• Watch for symptoms of stress, including clinginess, stomachaches, headaches, nightmares, trouble eating or sleeping, or changes in behavior.
  • If you are concerned about the way your children are responding, consult your doctor, school counselor or local mental health professional.
  • The last point is particularly important: if you feel your child needs help beyond your capacity, please do not delay in getting them the help they need.

One thing we have found over the years is that oftentimes, there’s no better therapy than what comes from an animal. Whether it’s with the family pet, a neighbor’s pet, or even a visit to the zoo, sometimes the best cure comes on four legs and is covered in fur. For years, American Humane Association’s animal-assisted therapy teams have worked to bring comfort to those in hospitals, schools, prisons, and to children of military families. One interesting observation our animal-assisted therapy handlers constantly report is that children in particular feel they can share secrets with the animals and tell them their true feelings because they believe the animal will listen and love them unconditionally.

While we may never know the motives for the shooter’s heinous actions, we do know that whenever tragedies like this arise – and, unfortunately they will again inevitably, as much as we’d like that to not be the case – we need to do all we can to help our children cope. The world can be a scary place for children, but by hugging a dog, or holding a cat, we can show them that everything’s going to be ok. The world is scary at times for all species, but the human-animal bond can help us heal.

Again, our deepest condolences go out to the families and friends of the victims in Connecticut. Please know you’ll remain in our thoughts and prayers.

Animal-Assisted Therapy Program Report: Operation Purple® Family Retreat in Black Mountain, North Carolina

Five therapy dogs and their handlers, including American Humane Association’s National Director of Animal-Assisted Therapy, Amy McCullough and her therapy dog, Bailey, attended a military family retreat on August 17-20 at Black Mountain, North Carolina. This Operation Purple® family retreat, one of eight operated nationwide by the National Military Family Association, is designed to help families reconnect after experiencing the stresses surrounding a deployment.

Over 100 families applied to attend the NC retreat and twenty were accepted to participate in this fun family getaway at no cost to the family beyond transportation. The four-day retreat took place at a campground in the scenic Blue Ridge Mountains. Families from every branch of the military were present including Army, Navy, National Guard, Air Force, Marine Corps and Coast Guard. Nearly 100 people attended, with approximately half of those being children ranging in age from 3-13.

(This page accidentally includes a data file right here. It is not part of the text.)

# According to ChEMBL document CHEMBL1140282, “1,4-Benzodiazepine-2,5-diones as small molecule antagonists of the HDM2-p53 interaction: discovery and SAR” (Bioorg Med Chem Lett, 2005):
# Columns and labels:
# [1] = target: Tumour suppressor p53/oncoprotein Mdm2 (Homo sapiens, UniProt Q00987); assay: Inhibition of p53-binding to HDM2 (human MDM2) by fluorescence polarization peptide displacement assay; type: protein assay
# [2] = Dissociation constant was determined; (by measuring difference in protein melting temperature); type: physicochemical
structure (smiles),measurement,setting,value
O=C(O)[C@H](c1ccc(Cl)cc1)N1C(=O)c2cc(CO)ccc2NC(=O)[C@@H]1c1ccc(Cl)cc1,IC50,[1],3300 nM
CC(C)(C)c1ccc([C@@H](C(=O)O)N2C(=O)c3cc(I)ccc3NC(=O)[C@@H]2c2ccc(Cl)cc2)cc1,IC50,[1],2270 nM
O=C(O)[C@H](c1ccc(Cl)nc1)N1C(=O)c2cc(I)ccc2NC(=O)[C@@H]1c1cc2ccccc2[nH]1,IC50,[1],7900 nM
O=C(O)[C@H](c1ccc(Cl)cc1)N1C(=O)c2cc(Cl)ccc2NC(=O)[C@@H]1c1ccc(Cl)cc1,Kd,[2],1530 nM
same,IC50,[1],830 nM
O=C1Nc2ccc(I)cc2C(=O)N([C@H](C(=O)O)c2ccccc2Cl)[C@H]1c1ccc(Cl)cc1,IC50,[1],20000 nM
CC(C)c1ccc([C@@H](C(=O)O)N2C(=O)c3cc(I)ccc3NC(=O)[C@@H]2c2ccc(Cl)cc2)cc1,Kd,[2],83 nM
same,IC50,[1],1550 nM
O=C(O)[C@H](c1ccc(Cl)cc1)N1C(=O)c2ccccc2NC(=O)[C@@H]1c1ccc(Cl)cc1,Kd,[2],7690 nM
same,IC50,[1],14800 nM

Many of the families were stationed at bases in North Carolina such as Ft. Bragg and Camp Lejeune, but others traveled from as far away as Georgia, Virginia and Maryland. One of the requirements for eligibility is that the military member must have returned from deployment between 3-12 months prior to the camp and many were returning from multiple deployments.

The therapy dogs were present on the first day of the retreat to greet the families as they arrived at camp to check-in. In addition, the therapy dogs were on-site each day during mid-day free time for those families who wanted to spend time with the dogs. As families arrived weary from their hours on the road, children rushed to greet the dogs. Children who were initially afraid of dogs were able to pet the friendly, wagging therapy dogs. Families who missed their own pet were comforted by the dogs’ presence and the dogs served as a way for the children and parents from different bases to begin to talk and get to know each other. At times, the therapy dogs pulled a pensive child sitting by him/herself into the group activities.

As the weekend unfolded, one could witness the families’ increased interaction whether it was a father and son engaging in friendly competition on the basketball court or parents encouraging their children on the climbing wall. One father spoke of the role his son assumed as the “man of the house” in his absence and his surprise when he returned to find his son taller than he is. Through the therapy dog interaction and other camp activities, he’s learning how to relate to his son again.

Overall, the therapy dogs are a valuable part of the camp in helping establish a sense of normalcy and home as the military families begin to adjust to their life upon return from deployment.